Preparing for battle

US Marines in New Zealand

Huge meals and route marches rebuilt the Marines' strength and fitness. They practised amphibious landings on a hostile beach, exercised with small arms and artillery in the dunes, labored through the wetlands in the wake of tanks, and climbed the forested hills. All the land from Paekākāriki to Raumati and into the Tararua Range was treated as a war zone.

At last they were ready for action. On 31 October 1943 the camps emptied out as trains took the Marines to Wellington. At first light, a huge fleet slipped out of the harbour carrying 30,000 servicemen (5200 from this camp). Their destination was Tarawa (in today's Kiribati). In a fearful battle, 978 men of the 2nd Marine Division were killed and 2188 wounded before the island was taken.

A few memories

One dinner-time, a loud rumbling noise coming from the hills to the east of Dell Road aroused our curiosity and we had our first-ever sighting of military tanks moving about over the farmland.

While on a picnic at the Whareroa stream, we were entertained by tracer machine gun fire overhead landing in the sea - surely the best addition to a family picnic one could hope fort Before long. an officer came running along the beach shouting 'You're in the firing range - GET OUT!'

Maurice Perry

In the darkness from the corner bedroom that I shared with my sisters I would watch night after night showers of red tracer bullets that the Marines were shooting out towards the sea. They were like rockets and seemed to last for hours. Occasionally there were big booms that shook our house and rattled our windows. We were terrified. One morning I awoke to see some very large grey warships out in front of our house. I did not know where they had come from or what they were there for. It was a bit frightening. I watched as those things like barges came in close to the beach on the waves, dropped their front part, and the Marines with full battle gear on leapt out and ran up the beach to the bank.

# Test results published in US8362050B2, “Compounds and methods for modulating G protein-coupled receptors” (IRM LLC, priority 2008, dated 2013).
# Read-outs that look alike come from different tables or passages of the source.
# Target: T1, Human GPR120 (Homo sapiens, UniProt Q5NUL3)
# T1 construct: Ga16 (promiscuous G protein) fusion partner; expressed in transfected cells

Leslie Varcoe

At night the Marines shot machine guns and rifles from one sandhill to another over the heads of troops advancing up the gullies. A lot of live ammo got dropped in the darkness and was lost in the lupin. Kids taking the shortcut next day picked it up and took it to school in their schoolbags or stuffed down their shirts. The teachers were scared out of their wits.

Geoff Roberts

Related Pages

Training and Battles

The Field Notebook of Jim Wallace, a remarkable firsthand account of the Battle of Tulagi (8 August 1942) and its aftermath.


Training Photos in the Norm Hatch Collection

Photos of the Camp Life in the Norm Hatch Collection